• FTGBOP: Fine Tippy Golden Broken Orange Pekoe
  • TGBOP: Tippy Golden Broken Orange Pekoe
  • FBOP: Flowery Broken Orange Pekoe
  • BOP: Broken Orange Pekoe

Fannings consists of even smaller leaf sizes than the brokens.

  • GFOF: Golden Flowery Orange Fannings
  • GOF: Golden Orange Fannings

Dust, the lowest grade, consists of small pieces of tea leaves and tea dust.

  • D: Dust

S. Souchong - A twisted leaf picked from the bottom of the tea bush. China produces this grade used in their smokey teas. Broken Leaf teas produce a darker cup and infuse faster than whole leaf teas.

P. Pekoe - A wiry, large broken leaf usually without golden tips. Sri Lanka produces large amounts of Pekoe. B.O.P. Broken Orange Pekoe - A small, flat broken leaf with medium body.

Tea estates

There are 78 tea estates (also called "tea gardens") in the Darjeeling hills that have been accorded the right to label its produce as "Darjeeling Tea" by the Tea Board of India. These estates cover over 17,500 hectares of land, producing over 9 million kg of tea per year and engaging about 50 percent the people of Darjeeling district. Each estate produces teas with different characteristics of taste and aroma.

The Touzi Section of the West Bengal government deals with the control and supervision of all tea gardens in the district of Darjeeling as per the provisions of West Bengal Estates Acquisition Act, 1953. All the tea gardens are leased out for a term of 30 years as per Form I, Schedule F of the WBEA Act. The Touzi Section realizes revenues in the form of land rent, penalty, and fines payable by a tea garden to the Collector.[13]

Mount Kanchenjunga and Darjeeling city seen from Tiger Hill
Darjeeling tea plantation
Tea garden on the way to Rock Garden, Darjeeling
Fresh bud on a tea plant

Some of the popular estates include:

  • Arya
  • Ambootia
  • Avongrove
  • Badamtam
  • Balasun
  • Bannockburn
  • Barnesbeg
  • Castleton
  • Chamong
  • Chongtong
  • D'alrus
  • Dooteriah
  • Gielle
  • Giddapahar
  • Ging
  • Glenburn
  • Goomtee
  • Gopaldhara
  • Happy Valley
  • Hilton
  • Jogmaya
  • Jungpana
  • Kaley Valley
  • Kanchan View
  • Lingia
  • Longview
  • Lopchu
  • Makaibari
  • Margaret's Hope
  • Marybong
  • Mim
  • Moondakotee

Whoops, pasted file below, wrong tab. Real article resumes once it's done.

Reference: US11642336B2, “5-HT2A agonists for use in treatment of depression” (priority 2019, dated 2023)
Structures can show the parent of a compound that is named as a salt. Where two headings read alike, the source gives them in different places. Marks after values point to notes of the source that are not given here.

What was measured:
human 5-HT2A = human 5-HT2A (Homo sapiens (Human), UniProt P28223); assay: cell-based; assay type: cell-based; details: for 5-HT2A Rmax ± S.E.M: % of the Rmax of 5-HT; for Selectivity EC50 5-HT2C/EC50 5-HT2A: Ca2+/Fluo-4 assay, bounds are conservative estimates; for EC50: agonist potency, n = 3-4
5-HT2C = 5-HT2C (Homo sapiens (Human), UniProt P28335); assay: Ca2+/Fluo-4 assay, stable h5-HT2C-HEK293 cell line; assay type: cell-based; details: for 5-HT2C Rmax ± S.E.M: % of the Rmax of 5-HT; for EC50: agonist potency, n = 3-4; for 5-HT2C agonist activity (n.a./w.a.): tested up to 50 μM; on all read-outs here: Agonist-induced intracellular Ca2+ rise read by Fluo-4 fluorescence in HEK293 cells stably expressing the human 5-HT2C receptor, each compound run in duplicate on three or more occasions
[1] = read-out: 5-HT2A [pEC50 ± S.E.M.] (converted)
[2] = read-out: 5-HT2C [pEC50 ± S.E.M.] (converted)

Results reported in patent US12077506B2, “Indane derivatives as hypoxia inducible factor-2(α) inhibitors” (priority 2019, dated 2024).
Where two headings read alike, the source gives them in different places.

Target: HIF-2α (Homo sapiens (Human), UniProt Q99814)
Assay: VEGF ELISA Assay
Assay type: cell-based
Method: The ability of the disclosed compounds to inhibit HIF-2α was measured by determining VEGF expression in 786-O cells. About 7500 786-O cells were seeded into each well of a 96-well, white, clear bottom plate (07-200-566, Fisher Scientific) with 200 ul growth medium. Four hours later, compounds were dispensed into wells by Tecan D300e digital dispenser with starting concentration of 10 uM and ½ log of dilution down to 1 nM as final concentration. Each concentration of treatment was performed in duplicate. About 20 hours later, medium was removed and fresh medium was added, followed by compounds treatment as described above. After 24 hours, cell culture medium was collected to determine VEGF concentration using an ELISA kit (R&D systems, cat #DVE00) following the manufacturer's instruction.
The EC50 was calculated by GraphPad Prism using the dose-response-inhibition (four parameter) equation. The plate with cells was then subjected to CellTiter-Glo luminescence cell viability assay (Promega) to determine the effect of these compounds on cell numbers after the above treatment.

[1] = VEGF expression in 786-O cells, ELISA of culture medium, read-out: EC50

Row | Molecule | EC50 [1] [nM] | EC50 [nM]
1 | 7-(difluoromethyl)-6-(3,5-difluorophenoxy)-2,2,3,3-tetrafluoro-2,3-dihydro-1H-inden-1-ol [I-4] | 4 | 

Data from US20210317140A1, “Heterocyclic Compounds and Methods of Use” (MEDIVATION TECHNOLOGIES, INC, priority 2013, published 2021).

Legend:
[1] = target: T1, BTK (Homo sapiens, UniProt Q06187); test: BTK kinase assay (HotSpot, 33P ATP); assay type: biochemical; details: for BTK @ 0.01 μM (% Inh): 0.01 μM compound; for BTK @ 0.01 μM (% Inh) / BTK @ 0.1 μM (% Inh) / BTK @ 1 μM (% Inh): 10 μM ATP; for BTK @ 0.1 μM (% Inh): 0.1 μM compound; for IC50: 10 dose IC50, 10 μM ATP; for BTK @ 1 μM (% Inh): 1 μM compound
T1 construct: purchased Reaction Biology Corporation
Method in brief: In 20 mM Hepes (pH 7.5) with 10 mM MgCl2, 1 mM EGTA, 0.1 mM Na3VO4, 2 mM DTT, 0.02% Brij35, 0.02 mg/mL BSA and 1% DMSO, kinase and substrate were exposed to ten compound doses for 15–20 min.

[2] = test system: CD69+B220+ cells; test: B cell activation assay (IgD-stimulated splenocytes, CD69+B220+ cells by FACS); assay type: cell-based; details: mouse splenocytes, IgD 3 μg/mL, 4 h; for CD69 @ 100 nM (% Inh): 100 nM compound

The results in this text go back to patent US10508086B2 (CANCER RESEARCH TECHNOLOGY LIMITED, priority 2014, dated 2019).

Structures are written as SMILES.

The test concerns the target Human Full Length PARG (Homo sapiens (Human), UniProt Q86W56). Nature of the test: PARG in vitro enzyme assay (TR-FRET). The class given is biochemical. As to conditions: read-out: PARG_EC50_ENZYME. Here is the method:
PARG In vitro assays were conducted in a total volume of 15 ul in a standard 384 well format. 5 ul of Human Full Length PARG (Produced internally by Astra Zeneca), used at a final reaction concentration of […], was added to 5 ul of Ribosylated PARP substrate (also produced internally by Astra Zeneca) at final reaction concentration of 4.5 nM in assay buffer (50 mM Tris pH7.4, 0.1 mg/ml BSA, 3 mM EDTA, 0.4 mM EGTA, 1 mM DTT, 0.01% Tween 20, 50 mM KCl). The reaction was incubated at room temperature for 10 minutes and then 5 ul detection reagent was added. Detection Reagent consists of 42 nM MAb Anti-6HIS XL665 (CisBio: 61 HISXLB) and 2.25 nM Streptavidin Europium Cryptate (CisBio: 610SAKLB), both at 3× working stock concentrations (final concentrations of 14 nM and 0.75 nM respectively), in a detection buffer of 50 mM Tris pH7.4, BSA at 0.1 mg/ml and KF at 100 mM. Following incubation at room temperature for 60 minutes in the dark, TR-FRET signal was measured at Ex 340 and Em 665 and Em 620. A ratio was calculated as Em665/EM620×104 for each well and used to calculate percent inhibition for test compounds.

• Mission Hill
  • Nagri Farm
  • Namring
  • Orange Valley
  • Puttabong
  • Peshoke
  • Phoobsering
  • Phuguri
  • Poobong
  • Potong
  • Princeton
  • Pussimbing
  • Ringtong
  • Risheehat
  • Rohini
  • Runglee Rungliot
  • Samabeong
  • Seeyok
  • Selimbong
  • Singbulli
  • Singell
  • Singla
  • Soom
  • Soureni
  • Snowview
  • Steinthal
  • Sungma
  • Takdah
  • Teesta Valley
  • Thurbo
  • Tindharia
  • Tongsong
  • Tumsong
  • Upper Fagu
  • Vah Tukvar

Management and labour issues

Darjeeling tea has been plagued by management-labour problems for several decades. Frequent lock-outs and low wages have been the chief sources of discontent among the tea garden workers.[14] Tea estate managements have claimed that profits from tea estates have diminished over the years, but have been reluctant to make public their revenue figures, and there has been severe criticism of the tea garden owners and management for the exploitation of the tea garden workers by social workers and political activists.[15]


  1. ^ "Darjeeling Tea". Darjeeling district government website. 
  2. ^ "GI tag: TN trails Karnataka with 18 products". The Times of India. Aug 29, 2010. 
  3. ^ "Story of Darjeeling Tea". Darjeeling Tourism. 
  4. ^ a b Mair, Victor H.; Hoh, Erling (2009). The True History of Tea.  
  5. ^ a b "Darjeeling Tea History". Thunderbolt Tea Darjeeling. 
  6. ^ "Glossary of Tea Terms for Darjeeling Loose Leaf Teas". Darjeeling Tea Boutique. Retrieved 17 February 2014. 
  7. ^ "Identity crisis for Darjeeling Tea". 
  8. ^ Kenny, Gadi (July 2004). "Darjeeling Tea - Intellectual Property Rights of Darjeeling Tea in the age of globalization and world trade". Trade & Environment Database (TED) Journal (American University) (752). Retrieved 2012-01-19. 
  9. ^ "Tea Board". Tea Board of India. Retrieved 17 February 2014. 
  10. ^ "'"Tea Emporium - 'Authentic Darjeeling tea at your Click!. Retrieved 17 February 2014. 
  11. ^ "Darjeeling Oolong". RateTea. Apr 10, 2012. Retrieved 17 February 2014. 
  12. ^ "Darjeeling Tea Terms". Darjeeling Tea Boutique. 
  13. ^ "Touzi Department". Government of India. Retrieved 17 February 2014. 
  14. ^ "The brew darkens". The Hindu Business Line. Retrieved 9 June 2015. 
  15. ^ "Wage hike cry by hill, plains tea unions". The Telegraph. Retrieved 9 June 2015. 

See also